National Security

DEFENDING AMERICA AND PROTECTING THE HOMELAND

As a member of the Defense Subcommittee of House Appropriations, Congresswoman Kaptur is guided by two major themes: guaranteeing national security and restoring energy independence. Congress must make sure our servicemen and servicewomen are the best trained and best equipped soldiers in the world. We must provide the most modern defense systems and equipment for our forces, including Guard and Reserve units.



It is also critical that our government secure the defense industrial base and recapture key defense technologies from foreign outsourcing.

RESTORING AMERICA’S ENERGY INDEPENDENCE

Northern Ohio is the “#1 Green Energy Community” in the U.S. and our technology and experience in alternative energy allow us the opportunity to showcase projects that restore our nation’s energy independence.

We hope to lead our nation’s efforts to secure energy independence at all U.S. military bases and installations. That leadership is on display at the 180th Fighter Wing in Toledo. Its 783-kilowatt solar electric generation plant last year provided an annual utility savings of $150,000 and used 99.7% local content—which means jobs in the community.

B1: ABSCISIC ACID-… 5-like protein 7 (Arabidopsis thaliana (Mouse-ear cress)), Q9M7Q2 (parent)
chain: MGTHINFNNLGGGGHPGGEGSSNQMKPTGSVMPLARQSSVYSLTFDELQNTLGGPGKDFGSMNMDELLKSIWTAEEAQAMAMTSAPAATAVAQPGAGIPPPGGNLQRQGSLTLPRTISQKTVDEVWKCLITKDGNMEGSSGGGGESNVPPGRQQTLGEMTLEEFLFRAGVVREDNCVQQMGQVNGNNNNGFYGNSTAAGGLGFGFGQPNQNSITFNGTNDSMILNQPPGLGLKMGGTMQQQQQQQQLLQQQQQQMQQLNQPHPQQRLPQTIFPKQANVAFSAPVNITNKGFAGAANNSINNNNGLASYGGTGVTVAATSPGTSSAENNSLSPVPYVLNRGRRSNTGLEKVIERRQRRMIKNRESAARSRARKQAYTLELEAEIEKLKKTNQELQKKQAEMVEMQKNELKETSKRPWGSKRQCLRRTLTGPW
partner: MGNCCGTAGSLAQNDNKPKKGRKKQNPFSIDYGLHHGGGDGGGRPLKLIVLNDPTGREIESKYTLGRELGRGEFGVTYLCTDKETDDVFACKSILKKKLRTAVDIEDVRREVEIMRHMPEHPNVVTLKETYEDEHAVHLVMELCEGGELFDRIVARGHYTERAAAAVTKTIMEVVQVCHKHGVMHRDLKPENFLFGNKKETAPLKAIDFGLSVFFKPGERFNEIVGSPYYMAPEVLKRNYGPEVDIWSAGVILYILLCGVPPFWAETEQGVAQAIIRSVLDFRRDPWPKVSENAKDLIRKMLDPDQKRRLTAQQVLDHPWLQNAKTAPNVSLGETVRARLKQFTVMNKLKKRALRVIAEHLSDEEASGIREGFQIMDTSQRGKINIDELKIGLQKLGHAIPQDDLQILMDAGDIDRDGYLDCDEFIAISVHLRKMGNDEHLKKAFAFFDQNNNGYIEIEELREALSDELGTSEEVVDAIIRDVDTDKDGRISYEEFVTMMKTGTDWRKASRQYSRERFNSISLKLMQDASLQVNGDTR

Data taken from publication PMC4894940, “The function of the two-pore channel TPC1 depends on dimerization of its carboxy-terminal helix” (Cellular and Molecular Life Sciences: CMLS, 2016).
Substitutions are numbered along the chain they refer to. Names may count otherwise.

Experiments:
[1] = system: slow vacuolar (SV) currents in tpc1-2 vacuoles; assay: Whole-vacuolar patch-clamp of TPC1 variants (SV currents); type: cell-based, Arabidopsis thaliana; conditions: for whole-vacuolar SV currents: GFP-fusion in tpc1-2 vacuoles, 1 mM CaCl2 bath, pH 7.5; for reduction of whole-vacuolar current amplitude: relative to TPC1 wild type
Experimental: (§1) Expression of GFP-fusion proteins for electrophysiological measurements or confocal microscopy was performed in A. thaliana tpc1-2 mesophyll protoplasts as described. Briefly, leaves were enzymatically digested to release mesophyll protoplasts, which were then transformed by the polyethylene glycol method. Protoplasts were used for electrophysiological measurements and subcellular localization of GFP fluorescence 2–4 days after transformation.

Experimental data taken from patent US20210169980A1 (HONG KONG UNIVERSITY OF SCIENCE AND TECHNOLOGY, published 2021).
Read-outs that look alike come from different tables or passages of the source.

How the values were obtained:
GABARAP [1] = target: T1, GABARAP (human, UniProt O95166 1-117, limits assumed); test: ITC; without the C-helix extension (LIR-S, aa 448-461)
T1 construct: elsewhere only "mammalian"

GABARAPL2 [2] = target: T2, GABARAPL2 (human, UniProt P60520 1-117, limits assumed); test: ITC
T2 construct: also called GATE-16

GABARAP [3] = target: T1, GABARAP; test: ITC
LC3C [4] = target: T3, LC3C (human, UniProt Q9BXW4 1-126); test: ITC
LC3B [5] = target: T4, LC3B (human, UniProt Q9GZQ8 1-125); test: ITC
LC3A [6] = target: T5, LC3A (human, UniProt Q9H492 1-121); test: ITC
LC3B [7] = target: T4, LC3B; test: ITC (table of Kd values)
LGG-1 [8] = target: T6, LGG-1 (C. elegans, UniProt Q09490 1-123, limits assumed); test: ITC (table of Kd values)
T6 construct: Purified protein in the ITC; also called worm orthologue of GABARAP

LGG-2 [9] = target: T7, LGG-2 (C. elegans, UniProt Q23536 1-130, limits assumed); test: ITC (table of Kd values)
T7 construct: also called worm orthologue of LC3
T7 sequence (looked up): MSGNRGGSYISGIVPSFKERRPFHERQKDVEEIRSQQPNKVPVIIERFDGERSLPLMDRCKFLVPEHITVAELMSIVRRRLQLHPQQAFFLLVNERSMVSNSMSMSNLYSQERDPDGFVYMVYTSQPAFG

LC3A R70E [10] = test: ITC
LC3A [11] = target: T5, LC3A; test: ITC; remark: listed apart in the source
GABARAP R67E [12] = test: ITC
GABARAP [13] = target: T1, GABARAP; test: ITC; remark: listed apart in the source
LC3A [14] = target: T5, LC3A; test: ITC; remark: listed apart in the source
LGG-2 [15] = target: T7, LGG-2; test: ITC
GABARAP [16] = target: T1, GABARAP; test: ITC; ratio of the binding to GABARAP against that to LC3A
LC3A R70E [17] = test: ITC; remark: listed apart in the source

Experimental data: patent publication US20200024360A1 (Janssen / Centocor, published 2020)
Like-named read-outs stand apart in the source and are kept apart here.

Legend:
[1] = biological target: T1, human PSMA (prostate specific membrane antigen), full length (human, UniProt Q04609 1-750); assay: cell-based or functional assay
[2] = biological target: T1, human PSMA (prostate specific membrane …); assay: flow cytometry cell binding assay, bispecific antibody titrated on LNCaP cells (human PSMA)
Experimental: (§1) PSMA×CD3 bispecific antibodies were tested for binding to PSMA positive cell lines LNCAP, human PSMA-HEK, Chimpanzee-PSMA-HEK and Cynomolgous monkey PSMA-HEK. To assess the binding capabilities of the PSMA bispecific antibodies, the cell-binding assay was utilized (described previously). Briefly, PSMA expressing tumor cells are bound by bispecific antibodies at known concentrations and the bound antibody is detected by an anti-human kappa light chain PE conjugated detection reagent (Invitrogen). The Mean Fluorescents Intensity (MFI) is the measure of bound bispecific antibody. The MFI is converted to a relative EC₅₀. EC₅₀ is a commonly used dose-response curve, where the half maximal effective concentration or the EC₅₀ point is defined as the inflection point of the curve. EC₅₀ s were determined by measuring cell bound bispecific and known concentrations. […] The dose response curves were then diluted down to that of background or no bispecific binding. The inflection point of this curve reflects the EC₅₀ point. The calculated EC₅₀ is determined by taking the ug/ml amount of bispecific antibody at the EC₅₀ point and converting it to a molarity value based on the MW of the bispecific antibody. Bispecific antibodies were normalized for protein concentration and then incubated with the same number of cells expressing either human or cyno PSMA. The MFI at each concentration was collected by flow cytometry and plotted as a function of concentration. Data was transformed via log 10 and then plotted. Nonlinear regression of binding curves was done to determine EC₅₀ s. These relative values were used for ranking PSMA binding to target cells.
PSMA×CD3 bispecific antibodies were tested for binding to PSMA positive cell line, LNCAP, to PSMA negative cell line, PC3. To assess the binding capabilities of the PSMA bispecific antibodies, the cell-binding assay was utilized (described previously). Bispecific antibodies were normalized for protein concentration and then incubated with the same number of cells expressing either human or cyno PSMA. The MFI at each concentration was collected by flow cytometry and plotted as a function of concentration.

Congresswoman Kaptur has championed creation of a federal policy on strategic metals. A $90 million beryllium plant in Elmore, Ohio is a prime example of public-private partnership. The Department of Defense and Materion Corporation (formerly Brush Wellman) collaborated on the factory with federal funding under Title III of the Defense Production Act.

Testing biofuels at the 180th Fighter Wing in Toledo. Dependence on imported energy is our chief strategic vulnerability.

BUY AMERICA LEGISLATION

Congresswoman Kaptur has always supported strong Buy America provisions in defense legislation in order to support the defense industrial base, which is critical to our nation’s national security.

Buy America provisions help small companies, such as tool and die manufacturers, foundry operators and machinists in Northern Ohio, compete with larger defense contractors on Pentagon contracts.